Should I Provide a Recorded Statement?
Everything you say on a recorded statement will be compared to police reports, statements made to different insurance companies, witness statements, etc. Many clients ask us whether or not they should give a recorded statement after an automobile or trucking accident. If you have been injured in an accident, you should not give a recorded statement to the insurance company until you speak with an experienced accident attorney. You may assume that a recorded statement is harmless or that you have nothing to worry if you tell the truth about the details of the accident.
In reality, most recorded statements given to insurance companies without the help of a lawyer can actually do more harm to an injury claim. Remember, insurance adjusters are searching for ways to diminish claims and avoid paying out. It is crucial that you deny any request for a recorded statement until you have contacted an experienced accident attorney.
Reasons Not To Give a Recorded Statement After An Accident
Even though it might seem like an innocent request, an insurance adjuster can use a recorded statement as evidence against your claim. But an insurance adjuster is trained to get you to trust them. They may casually ask “How are you doing?” during the recorded statement and wait for an answer like “I’m fine, thank you”. It may not seem relevant to your case, but it could be used against you later on.
Besides possible “traps” that you could avoid by being a little careful when you talk to an insurance adjuster, a recorded statement can also be used against you to find certain discrepancies between your statements. Even though you tell the truth in each instance, your statement can vary slightly semantically, which can be interpreted as contradictory statements.
- Extent of Injuries Do Not Appear Immediately
Some injuries just do not become symptomatic right away. If the insurance adjuster gets you on record saying you were NOT injured, but you claim otherwise later, it does not come across well to a jury. Most doctors agree that it is common for someone to begin experiencing pain two to three days after an accident. Imagine if the insurance company contacts you within 24 hours of the accident, which they usually do, they ask if you are in pain, and you tell them that you are not in pain. Fast forward a year or two when you have accumulated thousands in medical bills for injuries that became apparent a few days after you gave the recorded statement, and you are in the middle of a trial.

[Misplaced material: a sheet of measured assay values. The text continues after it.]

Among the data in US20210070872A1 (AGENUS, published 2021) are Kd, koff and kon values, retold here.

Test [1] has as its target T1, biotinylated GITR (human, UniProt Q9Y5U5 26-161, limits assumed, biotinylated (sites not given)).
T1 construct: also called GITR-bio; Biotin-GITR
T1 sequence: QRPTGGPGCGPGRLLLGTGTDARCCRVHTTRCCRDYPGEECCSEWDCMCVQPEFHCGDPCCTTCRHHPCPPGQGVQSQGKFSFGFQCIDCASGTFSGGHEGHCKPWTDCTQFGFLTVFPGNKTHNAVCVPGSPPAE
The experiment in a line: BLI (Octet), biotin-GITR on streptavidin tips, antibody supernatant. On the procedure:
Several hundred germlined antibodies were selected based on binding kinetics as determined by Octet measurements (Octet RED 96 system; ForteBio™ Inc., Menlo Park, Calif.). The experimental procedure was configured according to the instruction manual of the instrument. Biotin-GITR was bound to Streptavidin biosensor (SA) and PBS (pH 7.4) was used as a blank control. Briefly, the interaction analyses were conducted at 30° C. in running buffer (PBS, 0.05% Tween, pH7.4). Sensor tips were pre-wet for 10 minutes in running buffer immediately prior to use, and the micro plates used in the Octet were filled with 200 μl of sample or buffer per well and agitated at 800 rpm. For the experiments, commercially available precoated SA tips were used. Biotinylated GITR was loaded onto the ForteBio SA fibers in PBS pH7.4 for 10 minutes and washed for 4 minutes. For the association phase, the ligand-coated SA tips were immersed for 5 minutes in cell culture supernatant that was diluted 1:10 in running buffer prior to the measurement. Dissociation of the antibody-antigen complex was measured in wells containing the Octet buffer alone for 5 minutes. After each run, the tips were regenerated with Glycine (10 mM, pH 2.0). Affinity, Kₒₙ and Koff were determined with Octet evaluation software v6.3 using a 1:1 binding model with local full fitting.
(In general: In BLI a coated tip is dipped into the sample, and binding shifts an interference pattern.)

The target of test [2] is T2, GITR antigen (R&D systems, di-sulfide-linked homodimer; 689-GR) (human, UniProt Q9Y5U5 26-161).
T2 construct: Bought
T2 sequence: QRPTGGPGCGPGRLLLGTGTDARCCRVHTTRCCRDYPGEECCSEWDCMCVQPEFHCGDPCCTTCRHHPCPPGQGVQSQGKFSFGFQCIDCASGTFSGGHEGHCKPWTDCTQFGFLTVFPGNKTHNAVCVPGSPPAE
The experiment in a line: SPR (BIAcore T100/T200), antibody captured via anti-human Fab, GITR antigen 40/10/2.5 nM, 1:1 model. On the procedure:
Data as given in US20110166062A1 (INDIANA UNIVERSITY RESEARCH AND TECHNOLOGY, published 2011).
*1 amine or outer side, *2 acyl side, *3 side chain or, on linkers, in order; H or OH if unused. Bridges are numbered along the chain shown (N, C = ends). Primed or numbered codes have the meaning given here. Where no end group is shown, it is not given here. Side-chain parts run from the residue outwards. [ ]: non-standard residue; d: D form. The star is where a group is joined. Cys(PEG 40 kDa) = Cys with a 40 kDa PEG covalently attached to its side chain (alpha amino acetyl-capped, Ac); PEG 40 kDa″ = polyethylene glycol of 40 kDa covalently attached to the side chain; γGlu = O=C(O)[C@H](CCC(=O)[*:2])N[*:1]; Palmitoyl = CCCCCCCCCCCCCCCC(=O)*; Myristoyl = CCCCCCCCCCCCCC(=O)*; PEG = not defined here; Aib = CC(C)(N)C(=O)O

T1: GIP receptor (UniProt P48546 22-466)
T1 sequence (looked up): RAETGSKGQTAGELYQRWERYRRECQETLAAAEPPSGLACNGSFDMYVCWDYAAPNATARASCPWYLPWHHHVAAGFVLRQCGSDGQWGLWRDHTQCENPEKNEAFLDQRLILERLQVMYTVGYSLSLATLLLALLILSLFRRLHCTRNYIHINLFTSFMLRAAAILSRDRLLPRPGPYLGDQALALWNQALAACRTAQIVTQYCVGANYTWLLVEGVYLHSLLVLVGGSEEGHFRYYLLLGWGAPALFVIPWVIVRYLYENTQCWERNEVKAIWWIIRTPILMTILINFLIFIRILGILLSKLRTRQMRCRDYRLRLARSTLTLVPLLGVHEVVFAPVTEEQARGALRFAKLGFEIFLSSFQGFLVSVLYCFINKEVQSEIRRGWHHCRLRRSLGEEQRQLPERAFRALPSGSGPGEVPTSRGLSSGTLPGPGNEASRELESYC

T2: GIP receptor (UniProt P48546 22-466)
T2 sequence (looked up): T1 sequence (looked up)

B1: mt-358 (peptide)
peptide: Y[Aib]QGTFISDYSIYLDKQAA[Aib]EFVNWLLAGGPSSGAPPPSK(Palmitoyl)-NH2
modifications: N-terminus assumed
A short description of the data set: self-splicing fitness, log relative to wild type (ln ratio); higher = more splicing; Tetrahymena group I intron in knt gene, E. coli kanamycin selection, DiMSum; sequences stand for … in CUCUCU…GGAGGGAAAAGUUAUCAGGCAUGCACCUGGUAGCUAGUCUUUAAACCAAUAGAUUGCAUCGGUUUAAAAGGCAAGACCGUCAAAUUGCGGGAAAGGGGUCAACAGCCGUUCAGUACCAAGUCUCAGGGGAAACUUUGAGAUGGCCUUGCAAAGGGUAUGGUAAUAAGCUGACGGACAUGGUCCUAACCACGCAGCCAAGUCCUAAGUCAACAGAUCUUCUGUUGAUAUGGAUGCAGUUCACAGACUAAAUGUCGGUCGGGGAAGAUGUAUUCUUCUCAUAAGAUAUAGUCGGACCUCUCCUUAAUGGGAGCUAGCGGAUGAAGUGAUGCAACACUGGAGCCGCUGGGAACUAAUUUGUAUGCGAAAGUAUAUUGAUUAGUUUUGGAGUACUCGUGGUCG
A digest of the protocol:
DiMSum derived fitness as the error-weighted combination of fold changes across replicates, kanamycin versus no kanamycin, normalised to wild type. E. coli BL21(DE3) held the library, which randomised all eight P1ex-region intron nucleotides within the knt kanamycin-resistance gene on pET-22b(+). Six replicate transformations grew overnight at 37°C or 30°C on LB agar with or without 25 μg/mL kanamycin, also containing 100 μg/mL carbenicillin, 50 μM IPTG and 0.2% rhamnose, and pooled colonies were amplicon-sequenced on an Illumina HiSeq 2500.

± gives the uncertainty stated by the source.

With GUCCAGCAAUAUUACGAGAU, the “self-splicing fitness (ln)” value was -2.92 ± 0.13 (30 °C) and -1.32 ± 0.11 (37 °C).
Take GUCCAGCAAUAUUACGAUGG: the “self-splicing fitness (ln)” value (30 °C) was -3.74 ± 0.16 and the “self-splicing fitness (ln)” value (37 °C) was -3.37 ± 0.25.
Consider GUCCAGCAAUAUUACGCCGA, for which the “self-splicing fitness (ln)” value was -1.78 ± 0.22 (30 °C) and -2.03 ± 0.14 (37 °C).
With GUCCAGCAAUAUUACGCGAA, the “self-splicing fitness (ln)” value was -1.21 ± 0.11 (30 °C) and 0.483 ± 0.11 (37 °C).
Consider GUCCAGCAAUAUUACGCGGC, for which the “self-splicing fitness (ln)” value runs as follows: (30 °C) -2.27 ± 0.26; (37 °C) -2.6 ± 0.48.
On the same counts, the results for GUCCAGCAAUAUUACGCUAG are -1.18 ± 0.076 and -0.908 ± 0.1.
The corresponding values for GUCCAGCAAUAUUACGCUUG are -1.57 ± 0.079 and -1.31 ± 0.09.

It is extremely damaging to your case when the recorded statement is played and the judge or jury hears your voice telling the insurance company that you are neither hurt nor in pain after the accident.
- Inconsistencies in Your Statement
Insurance companies look for inconsistencies in the things you say from your initial statement to the recorded statement. If your statement changes, insurance companies may try and use this as a way to deny your claim.
You should know the different statements insurance adjusters are listening for when they speak with you, such as:
- Any apologies or words such as “I think”
- Any admission of guilt or fault in the accident